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Single Control Validation Solution

, 12 Dec 2006
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Describes a control that wraps web form validation in to a single control.

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Introduction

I've been playing with ASP.NET since Beta 1, and I have to admit that I love it! What used to take days in traditional ASP can now be done in an afternoon. One of the few complaints that I have is ASP.NET's implementation of validators. While I certainly believe that validation controls extremely are time saving, I'm not really thrilled with the ones provided by Microsoft. They work great if you only have a few items to validate, but can become a chore to maintain, when there are many fields that need validation.

What I wanted was a single control that you could drop on to your form, that would handle all the validation for you. This way, you only have a single validation control to maintain.  Simply add the control to your your form, then edit the Conditions property.

The control was originally published here on CodeProject back in September of 2002, and has since gone through some major changes.  First, it has been rewritten from the ground up in C# (it was in VB.NET the first time around), and supports the .NET 2.0 Framework (if you are developing 1.1 sites, you'll need the original version).  The previous version also required you to place Javascript files in to the _vti_script directory.  This is no longer necessary.  The Javascript for the control is now maintained in a single embedded file, exposed via the WebResource assembly attribute.

Conditions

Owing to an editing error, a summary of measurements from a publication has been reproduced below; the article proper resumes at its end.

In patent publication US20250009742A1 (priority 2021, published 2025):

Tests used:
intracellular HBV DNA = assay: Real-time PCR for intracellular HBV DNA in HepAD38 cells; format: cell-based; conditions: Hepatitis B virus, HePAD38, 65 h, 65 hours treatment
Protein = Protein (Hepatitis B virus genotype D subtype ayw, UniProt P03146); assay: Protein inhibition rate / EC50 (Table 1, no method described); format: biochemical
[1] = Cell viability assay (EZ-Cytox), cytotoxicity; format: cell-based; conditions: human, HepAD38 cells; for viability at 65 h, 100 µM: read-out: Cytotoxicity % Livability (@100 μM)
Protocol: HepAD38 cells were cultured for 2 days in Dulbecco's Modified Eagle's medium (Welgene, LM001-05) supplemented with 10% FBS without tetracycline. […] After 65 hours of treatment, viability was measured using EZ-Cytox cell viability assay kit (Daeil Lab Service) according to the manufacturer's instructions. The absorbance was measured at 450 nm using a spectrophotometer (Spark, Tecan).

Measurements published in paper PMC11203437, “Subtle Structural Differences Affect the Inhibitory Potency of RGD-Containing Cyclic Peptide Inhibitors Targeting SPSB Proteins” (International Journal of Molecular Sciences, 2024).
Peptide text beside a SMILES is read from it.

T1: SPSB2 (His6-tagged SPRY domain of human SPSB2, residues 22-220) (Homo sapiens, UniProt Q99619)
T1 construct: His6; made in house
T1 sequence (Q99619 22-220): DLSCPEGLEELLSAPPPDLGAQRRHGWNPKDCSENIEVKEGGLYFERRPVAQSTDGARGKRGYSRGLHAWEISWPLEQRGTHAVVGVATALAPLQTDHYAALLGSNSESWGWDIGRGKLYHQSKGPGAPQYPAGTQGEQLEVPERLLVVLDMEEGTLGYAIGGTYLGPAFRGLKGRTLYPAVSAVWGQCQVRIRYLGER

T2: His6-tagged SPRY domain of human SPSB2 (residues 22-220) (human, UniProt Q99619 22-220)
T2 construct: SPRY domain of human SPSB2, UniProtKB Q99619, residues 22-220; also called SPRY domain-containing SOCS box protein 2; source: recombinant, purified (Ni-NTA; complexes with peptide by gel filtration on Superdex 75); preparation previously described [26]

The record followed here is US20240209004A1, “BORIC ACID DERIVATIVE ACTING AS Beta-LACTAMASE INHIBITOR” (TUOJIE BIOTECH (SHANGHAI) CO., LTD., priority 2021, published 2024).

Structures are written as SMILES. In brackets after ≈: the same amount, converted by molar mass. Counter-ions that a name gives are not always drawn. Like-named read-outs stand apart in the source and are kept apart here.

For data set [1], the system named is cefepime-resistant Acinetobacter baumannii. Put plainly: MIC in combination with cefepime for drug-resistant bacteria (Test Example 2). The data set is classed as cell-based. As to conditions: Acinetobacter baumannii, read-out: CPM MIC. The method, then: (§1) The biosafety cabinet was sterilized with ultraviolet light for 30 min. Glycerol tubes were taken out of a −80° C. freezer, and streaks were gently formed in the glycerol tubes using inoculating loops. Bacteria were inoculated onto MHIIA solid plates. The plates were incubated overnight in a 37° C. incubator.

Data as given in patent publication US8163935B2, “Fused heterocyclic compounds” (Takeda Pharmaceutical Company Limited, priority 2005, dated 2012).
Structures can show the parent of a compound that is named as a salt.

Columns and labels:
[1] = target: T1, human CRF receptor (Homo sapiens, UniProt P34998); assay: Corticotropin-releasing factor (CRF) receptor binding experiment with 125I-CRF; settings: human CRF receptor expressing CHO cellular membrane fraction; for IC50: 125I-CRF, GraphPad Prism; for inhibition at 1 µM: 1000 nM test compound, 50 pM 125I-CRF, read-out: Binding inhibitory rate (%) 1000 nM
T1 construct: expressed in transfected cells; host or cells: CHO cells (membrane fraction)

The Validator control comes with several built in validators.  These mirror the validators provided by the default ASP.NET controls, and provide additional ones as well.

ChangeRequiredCondition - Mirrors the RequiredValidator.  The value of the targeted control must be changed from a specific value, which by default, is String.Empty.

RegularExpressionCondition - Mirrors the RegularExpressionValidator.  The value of the targeted control must match the given regular expression pattern.

RangeCondition - Mirrors the RangeValidator.  The value of the targeted control must fall within a specific range.

ComparisonCondition - Mirrors the ComparisonValidator.  The value of the targeted control must compare in the defined way to another control or value.

CustomCondition - Mirrors the CustomValidator.  The value of the targeted control must validate against custom logic.

ModulusCondition - The value of the targeted control must divide evenly by a specific modulus.

AjaxCondition - The value of the targeted control is validated on the server via AJAX.

Using the code

For the most part, using the control is fairly straight forward. Like any other control, the easiest way to use it is to add it to your VS.NET Web Forms toolbox by right-clicking in the toolbox, choosing 'Choose Items' from the menu, and locating the DefaultN.Web.Validator.dll library.  You then drag an instance of the control on to your form, and VS.NET will automatically set up the proper references and the @Register page tag.

When adding a CustomCondition or AjaxCondition to the control's Conditions property, you need to specify a few additional things beyond what the other conditions require.  To use the CustomCondition, like the ASP.NET provided CustomValidator, you need to create a client-side javascript function to handle the validation.  The control will expect a function with the following signature:

function CustomValidationMethod(condition, eventArgs)
{   
}

The condition and eventArgs variables contain the following properties:

condition.controlToValidate // The unique ID of the control to validate
condition.errorMessageTarget // The unique ID of the control to optionally set with this controls error message
condition.errorMessage // The error message to display when the condition fails
condition.showInSummary // True if the condition will be shown in the summary
condition.clientSideFunction // The name of the client side validation function

eventArgs.isValid // Self explanatory

The server side function for the CustomCondition object looks like this: